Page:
A rapper, a technologist, and an audio engineer walk into a room…

Earlier this month Honeywell launched the Xupermask. Honeywell and music legend will.i.am teamed up to design a protective face mask with audio features. It’s imperative to note straight out that the Xupermask is not FDA cleared or approved. According to Honeywell, The FDA okayed the Xupermask under EUA (emergency use authorization) as a pandemic source control for health care professionals (HCP) in healthcare settings and the general public. According to the FDA, infection source control refers to masks that “cover a person’s mouth and nose when they are talking, sneezing, or coughing to reduce the likelihood of transmission of infection by preventing the spread of respiratory secretions.” But the medical uses stop there. The Xupermask isn’t a medical device, a respirator, an N95 mask, or a surgical mask. The Xupermask doesn’t qualify as personal protective equipment (PPE). That’s quite a laundry list of what the Xupermask doesn’t do, or isn’t qualified for. So what is the Xupermask good for?

Besides looking cool — my opinion, though yours may vary — the Xupermask is an air purifier mask with replaceable HEPA filters and dual 3-speed fans. The fans and filtering protect others from your secretions but, as a source control, doesn’t appear to do as much for the wearer. This is the opposite of many masks which focus on filtering only for the wearer. Honeywell rates the Xupermask’s replaceable HEPA filters for 30 days. Three filters ship with the mask. HEPA-rated filters generally filter 99.97% of particulate matter as small as 0.3 microns. The HEPA rating is fine for trapping bacteria, which range from 1 to 10 microns in length and from 0.2 to 1 micron in width, according to the Water Quality Association. Unfortunately virus microbes are roughly 100 times smaller than bacteria, ranging from 0.004 to 0.1 microns in size. COVID-19 is a virus. HEPA filters don’t stop them. However, even though single microbes could slip through a HEPA filter, if they’re suspended in liquid from a cough or sneeze, they’re less likely to break through. So the Xupermask isn’t perfect protection for the wearer or others, but it can help. Hence the EUA.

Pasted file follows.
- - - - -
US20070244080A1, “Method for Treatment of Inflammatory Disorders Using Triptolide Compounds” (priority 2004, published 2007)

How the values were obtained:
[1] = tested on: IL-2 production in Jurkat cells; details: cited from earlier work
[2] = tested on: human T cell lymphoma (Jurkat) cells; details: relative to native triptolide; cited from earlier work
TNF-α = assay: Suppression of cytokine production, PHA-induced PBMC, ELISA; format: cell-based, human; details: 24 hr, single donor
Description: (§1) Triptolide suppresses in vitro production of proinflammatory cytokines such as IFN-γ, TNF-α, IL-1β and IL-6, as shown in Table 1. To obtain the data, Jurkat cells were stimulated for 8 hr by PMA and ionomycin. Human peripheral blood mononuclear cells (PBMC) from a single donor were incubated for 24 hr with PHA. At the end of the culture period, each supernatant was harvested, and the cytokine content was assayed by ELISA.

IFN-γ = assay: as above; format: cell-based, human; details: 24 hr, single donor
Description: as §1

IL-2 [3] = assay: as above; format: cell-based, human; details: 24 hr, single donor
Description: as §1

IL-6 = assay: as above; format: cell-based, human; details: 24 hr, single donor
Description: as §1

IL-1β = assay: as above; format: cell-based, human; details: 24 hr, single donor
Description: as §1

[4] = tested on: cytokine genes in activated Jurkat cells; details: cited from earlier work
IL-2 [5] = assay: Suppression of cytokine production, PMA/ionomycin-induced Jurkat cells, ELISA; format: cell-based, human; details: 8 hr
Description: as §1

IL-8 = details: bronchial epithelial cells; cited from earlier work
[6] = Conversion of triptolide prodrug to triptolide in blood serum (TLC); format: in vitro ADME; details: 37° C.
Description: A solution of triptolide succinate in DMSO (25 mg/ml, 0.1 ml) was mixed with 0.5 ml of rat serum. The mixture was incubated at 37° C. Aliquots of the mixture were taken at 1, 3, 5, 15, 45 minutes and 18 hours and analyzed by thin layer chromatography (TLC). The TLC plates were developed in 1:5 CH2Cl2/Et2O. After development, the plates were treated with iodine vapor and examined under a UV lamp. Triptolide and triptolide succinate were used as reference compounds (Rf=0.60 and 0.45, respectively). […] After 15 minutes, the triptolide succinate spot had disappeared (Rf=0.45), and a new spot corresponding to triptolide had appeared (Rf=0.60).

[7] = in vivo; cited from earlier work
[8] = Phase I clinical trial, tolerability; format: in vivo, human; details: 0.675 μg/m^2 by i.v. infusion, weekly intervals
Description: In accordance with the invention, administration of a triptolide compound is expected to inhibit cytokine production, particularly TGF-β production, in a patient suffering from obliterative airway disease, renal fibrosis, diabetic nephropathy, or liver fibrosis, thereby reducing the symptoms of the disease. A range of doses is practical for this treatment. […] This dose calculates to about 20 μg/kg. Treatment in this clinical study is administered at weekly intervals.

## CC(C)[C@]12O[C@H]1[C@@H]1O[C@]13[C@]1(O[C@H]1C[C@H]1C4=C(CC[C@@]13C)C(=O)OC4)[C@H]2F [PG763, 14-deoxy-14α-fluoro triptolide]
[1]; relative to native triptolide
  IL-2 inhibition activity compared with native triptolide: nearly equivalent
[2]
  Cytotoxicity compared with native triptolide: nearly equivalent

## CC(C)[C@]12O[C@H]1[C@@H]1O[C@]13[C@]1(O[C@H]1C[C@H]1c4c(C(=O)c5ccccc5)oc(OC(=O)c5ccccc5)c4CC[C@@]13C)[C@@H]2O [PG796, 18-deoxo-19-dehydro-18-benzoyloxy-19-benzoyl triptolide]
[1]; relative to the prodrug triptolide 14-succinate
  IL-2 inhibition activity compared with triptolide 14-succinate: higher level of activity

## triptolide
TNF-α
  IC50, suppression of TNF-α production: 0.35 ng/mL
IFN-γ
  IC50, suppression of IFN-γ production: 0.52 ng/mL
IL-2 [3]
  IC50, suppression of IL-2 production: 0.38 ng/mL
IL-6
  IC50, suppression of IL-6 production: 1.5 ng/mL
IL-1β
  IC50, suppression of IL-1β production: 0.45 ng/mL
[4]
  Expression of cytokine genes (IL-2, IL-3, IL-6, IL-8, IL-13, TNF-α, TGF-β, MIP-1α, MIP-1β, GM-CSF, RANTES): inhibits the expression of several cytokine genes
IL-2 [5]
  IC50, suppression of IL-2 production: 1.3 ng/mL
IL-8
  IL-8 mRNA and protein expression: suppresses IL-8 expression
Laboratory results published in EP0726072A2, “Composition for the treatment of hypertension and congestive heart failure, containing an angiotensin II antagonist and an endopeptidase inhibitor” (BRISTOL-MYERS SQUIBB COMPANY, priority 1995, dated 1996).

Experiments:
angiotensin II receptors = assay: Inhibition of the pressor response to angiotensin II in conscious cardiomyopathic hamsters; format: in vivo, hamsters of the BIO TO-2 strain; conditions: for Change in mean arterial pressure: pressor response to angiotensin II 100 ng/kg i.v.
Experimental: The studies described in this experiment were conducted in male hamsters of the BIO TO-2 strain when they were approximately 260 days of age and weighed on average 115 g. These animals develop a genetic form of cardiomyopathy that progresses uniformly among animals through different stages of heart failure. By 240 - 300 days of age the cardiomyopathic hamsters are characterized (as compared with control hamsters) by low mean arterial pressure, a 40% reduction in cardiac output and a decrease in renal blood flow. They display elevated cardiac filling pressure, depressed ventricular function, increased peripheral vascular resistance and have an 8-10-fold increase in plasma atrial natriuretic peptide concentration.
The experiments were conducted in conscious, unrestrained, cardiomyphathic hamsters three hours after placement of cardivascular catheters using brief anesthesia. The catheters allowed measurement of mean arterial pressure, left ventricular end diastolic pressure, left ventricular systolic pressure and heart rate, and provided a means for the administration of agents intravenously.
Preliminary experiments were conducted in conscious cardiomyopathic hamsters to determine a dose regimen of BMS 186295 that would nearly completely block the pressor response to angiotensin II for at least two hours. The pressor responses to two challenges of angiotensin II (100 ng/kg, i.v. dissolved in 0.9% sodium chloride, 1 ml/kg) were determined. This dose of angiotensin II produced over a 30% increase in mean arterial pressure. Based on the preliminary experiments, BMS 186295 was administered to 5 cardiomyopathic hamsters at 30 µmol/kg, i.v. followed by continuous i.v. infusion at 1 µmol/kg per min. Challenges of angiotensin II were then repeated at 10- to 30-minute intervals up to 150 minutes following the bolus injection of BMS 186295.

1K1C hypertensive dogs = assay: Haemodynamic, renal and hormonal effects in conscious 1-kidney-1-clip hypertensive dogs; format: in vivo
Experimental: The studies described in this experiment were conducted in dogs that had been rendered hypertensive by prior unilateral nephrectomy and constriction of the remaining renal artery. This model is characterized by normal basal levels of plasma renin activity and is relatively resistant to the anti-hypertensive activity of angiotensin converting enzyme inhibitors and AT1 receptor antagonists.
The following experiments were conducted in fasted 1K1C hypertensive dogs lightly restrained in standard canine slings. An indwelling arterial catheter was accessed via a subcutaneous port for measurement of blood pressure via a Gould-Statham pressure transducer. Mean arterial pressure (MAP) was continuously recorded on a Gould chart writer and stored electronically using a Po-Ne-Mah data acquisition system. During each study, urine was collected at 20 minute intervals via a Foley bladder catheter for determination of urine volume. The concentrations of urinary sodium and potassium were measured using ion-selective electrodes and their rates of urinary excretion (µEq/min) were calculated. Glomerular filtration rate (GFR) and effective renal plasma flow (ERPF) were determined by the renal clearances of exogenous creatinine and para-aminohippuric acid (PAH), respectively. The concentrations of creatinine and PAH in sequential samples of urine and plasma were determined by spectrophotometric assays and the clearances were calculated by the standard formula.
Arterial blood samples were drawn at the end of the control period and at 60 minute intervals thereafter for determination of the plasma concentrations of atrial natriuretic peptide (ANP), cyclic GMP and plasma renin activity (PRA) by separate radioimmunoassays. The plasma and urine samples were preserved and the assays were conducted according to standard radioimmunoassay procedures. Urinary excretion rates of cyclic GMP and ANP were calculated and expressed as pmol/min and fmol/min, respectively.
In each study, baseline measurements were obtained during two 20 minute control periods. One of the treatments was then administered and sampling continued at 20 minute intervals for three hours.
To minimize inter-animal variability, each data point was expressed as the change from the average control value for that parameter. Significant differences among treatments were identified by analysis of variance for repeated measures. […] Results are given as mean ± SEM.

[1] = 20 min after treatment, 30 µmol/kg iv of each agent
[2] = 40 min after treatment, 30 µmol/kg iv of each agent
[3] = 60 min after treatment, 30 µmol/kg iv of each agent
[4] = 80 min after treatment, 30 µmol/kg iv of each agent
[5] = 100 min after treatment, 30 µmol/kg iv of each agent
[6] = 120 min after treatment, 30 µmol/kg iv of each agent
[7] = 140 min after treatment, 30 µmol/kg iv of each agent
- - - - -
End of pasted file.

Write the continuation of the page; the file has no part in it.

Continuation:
The Xupermask’s audio features make it a standout. The wearable makes uses a Qualcomm extremely low power high-quality QCC5124 chipset for audio streaming via Bluetooth 5.0. It also has active noise cancellation and ambient noise reduction for the microphone. The Xupermask runs up to 7 hours per battery charge. Honeywell designed the mask for year-round wear. Will.i.am’s website sells the Xupermask for $300 in black or white. The first production run sold out but you can put your name on a mailing list for notification when the masks are again available.

Even though the Xupermask affords only moderate protection from viruses, its dual role as an mobile audio wearable with high-end features makes it an interesting addition to the field. And I still think it looks cool.